A very popular example of priming is the study conducted by Brargh, J.A., Chen, M. and Burrows, L. (1996). In this study the researchers asked participants (students) to solve some word puzzles. One group had to solve puzzles that included neutral words, while the second group had to solve puzzles that included words related to old age such as “gray”, “wrinkle”, “bald” etc. The word “old” was never included or mentioned.

The very interesting result of the study was that the (young) people who solved puzzles that included words related to “old” walked slower than the people who solved puzzles that included neutral words. Participants were completely unaware of the influence the words had on their behavior (speed of walking).

A similar example comes from the master thesis of a former colleague from RSM. People who saw on supermarket’s floor small footprints walked faster than people who saw large footprints.

The “old related words” priming example has a more profound meaning. When exposed to words that are related to “old” people started behaving as a “prototype” of an old person would. Very interestingly, when influenced to exhibit a prototypical behavior, people will do so only if they have a positive or neutral attitude towards the prototype. In other words, people who hate “old people” will not walk slower if they are primed with information related to “old-age”; in fact they will walk faster than normal.

Another very nice example of the influences that prototypes have on our behavior is the direct instruction to act like a prototypical character. For example several studies have found that loss aversion is diminished when people are asked to “think like a trader”.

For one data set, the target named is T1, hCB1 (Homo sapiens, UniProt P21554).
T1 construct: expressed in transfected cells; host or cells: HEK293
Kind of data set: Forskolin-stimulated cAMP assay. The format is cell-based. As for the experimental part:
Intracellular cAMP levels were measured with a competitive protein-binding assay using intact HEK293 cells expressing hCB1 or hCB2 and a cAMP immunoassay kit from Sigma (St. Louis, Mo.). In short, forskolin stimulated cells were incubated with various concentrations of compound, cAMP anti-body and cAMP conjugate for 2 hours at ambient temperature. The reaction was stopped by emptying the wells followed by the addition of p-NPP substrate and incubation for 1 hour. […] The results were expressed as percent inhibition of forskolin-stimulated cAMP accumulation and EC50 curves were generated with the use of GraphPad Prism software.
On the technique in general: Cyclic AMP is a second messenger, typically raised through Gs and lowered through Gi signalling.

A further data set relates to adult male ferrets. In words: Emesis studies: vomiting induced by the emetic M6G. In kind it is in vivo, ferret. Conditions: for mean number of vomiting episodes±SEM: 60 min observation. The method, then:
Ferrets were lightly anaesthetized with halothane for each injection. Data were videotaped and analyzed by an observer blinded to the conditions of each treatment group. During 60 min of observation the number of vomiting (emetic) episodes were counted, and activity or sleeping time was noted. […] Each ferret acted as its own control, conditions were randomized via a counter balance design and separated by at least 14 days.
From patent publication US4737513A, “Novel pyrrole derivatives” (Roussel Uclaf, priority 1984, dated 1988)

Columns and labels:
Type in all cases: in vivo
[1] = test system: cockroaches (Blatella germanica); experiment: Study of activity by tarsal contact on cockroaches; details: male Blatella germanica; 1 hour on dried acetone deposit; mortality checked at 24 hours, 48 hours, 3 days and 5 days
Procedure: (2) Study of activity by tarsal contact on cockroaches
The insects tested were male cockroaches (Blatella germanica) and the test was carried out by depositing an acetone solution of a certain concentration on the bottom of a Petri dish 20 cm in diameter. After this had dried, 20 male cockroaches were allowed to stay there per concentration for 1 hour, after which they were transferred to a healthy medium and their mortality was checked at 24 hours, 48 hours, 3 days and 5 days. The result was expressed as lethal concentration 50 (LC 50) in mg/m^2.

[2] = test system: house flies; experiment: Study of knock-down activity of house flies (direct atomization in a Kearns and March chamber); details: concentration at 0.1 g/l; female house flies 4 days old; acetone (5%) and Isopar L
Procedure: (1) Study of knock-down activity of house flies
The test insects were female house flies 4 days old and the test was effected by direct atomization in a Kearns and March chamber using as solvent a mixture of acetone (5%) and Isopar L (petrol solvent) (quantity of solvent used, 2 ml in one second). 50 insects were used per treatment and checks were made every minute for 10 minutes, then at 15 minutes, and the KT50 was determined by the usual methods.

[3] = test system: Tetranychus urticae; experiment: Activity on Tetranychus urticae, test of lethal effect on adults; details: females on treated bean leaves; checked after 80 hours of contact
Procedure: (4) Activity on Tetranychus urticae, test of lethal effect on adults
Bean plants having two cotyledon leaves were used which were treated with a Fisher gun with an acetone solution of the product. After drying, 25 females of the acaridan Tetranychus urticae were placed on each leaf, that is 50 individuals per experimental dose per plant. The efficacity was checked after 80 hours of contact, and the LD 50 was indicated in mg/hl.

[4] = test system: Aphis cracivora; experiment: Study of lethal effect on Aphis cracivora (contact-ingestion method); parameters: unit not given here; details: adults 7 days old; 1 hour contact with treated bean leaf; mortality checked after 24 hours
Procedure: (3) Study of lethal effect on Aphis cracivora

In more “real life” situations we are asked to act like prototypical characters all the time. On very simple example is “Act like a man” or “act like a grown up”.

Uniforms are another element that influences behavior in a similar way with primes. Uniforms have several psychological influences such as group belonging and (sometimes) anonymity. At the same time uniforms have the role of inducing behavior specific to a prototypical character. For example dressing a regular person in a military uniform will make that person act in a more “militaristic” way.

One very important element of prototypical behavior is the information stored in memory with regard to the prototype. In other words, if someone is dressed up like an astronaut that person will behave more like she thinks (knows) an astronaut behaves. At the same time there can be a considerable distance between what a person knows about a prototype and the actual prototype.